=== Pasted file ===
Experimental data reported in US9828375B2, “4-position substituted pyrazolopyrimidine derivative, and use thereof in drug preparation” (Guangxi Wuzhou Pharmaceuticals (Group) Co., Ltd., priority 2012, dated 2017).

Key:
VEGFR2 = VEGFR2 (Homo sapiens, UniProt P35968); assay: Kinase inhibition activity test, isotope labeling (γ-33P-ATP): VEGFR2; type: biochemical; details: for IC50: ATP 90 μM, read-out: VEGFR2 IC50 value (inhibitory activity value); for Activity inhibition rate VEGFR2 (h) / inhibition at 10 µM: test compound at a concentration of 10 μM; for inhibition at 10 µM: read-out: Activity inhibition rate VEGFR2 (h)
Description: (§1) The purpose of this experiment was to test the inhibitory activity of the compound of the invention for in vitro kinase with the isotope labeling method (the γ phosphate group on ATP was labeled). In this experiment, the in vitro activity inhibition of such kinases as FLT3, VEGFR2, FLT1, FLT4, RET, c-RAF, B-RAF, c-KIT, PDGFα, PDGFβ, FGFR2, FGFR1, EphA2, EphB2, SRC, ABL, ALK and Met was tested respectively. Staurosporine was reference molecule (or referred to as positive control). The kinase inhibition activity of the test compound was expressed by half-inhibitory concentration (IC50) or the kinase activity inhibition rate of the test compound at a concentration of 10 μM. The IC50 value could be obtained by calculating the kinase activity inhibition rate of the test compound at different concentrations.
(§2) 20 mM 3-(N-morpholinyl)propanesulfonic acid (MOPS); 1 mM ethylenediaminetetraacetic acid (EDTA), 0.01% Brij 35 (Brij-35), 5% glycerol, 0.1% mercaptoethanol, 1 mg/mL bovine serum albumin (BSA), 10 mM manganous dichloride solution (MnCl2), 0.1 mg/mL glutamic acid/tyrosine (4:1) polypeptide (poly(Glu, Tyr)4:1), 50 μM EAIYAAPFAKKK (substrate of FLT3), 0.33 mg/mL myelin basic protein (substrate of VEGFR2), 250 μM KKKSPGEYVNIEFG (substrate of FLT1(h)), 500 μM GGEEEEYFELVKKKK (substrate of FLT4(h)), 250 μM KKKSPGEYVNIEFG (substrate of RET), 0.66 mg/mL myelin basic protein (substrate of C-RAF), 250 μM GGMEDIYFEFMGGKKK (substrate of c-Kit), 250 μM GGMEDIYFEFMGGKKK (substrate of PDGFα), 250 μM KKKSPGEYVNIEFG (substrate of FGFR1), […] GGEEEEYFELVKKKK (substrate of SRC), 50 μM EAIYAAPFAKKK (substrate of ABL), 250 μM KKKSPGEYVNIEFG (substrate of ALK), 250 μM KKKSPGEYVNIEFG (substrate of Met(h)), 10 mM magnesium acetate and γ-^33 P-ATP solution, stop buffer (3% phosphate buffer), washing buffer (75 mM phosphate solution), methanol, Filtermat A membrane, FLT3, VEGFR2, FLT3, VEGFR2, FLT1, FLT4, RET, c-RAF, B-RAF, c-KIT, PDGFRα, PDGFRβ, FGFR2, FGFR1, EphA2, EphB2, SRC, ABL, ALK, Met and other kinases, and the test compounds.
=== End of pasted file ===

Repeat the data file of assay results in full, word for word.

Experimental data reported in US9828375B2, “4-position substituted pyrazolopyrimidine derivative, and use thereof in drug preparation” (Guangxi Wuzhou Pharmaceuticals (Group) Co., Ltd., priority 2012, dated 2017).

Key:
VEGFR2 = VEGFR2 (Homo sapiens, UniProt P35968); assay: Kinase inhibition activity test, isotope labeling (γ-33P-ATP): VEGFR2; type: biochemical; details: for IC50: ATP 90 μM, read-out: VEGFR2 IC50 value (inhibitory activity value); for Activity inhibition rate VEGFR2 (h) / inhibition at 10 µM: test compound at a concentration of 10 μM; for inhibition at 10 µM: read-out: Activity inhibition rate VEGFR2 (h)
Description: (§1) The purpose of this experiment was to test the inhibitory activity of the compound of the invention for in vitro kinase with the isotope labeling method (the γ phosphate group on ATP was labeled). In this experiment, the in vitro activity inhibition of such kinases as FLT3, VEGFR2, FLT1, FLT4, RET, c-RAF, B-RAF, c-KIT, PDGFα, PDGFβ, FGFR2, FGFR1, EphA2, EphB2, SRC, ABL, ALK and Met was tested respectively. Staurosporine was reference molecule (or referred to as positive control). The kinase inhibition activity of the test compound was expressed by half-inhibitory concentration (IC50) or the kinase activity inhibition rate of the test compound at a concentration of 10 μM. The IC50 value could be obtained by calculating the kinase activity inhibition rate of the test compound at different concentrations.
(§2) 20 mM 3-(N-morpholinyl)propanesulfonic acid (MOPS); 1 mM ethylenediaminetetraacetic acid (EDTA), 0.01% Brij 35 (Brij-35), 5% glycerol, 0.1% mercaptoethanol, 1 mg/mL bovine serum albumin (BSA), 10 mM manganous dichloride solution (MnCl2), 0.1 mg/mL glutamic acid/tyrosine (4:1) polypeptide (poly(Glu, Tyr)4:1), 50 μM EAIYAAPFAKKK (substrate of FLT3), 0.33 mg/mL myelin basic protein (substrate of VEGFR2), 250 μM KKKSPGEYVNIEFG (substrate of FLT1(h)), 500 μM GGEEEEYFELVKKKK (substrate of FLT4(h)), 250 μM KKKSPGEYVNIEFG (substrate of RET), 0.66 mg/mL myelin basic protein (substrate of C-RAF), 250 μM GGMEDIYFEFMGGKKK (substrate of c-Kit), 250 μM GGMEDIYFEFMGGKKK (substrate of PDGFα), 250 μM KKKSPGEYVNIEFG (substrate of FGFR1), […] GGEEEEYFELVKKKK (substrate of SRC), 50 μM EAIYAAPFAKKK (substrate of ABL), 250 μM KKKSPGEYVNIEFG (substrate of ALK), 250 μM KKKSPGEYVNIEFG (substrate of Met(h)), 10 mM magnesium acetate and γ-^33 P-ATP solution, stop buffer (3% phosphate buffer), washing buffer (75 mM phosphate solution), methanol, Filtermat A membrane, FLT3, VEGFR2, FLT3, VEGFR2, FLT1, FLT4, RET, c-RAF, B-RAF, c-KIT, PDGFRα, PDGFRβ, FGFR2, FGFR1, EphA2, EphB2, SRC, ABL, ALK, Met and other kinases, and the test compounds.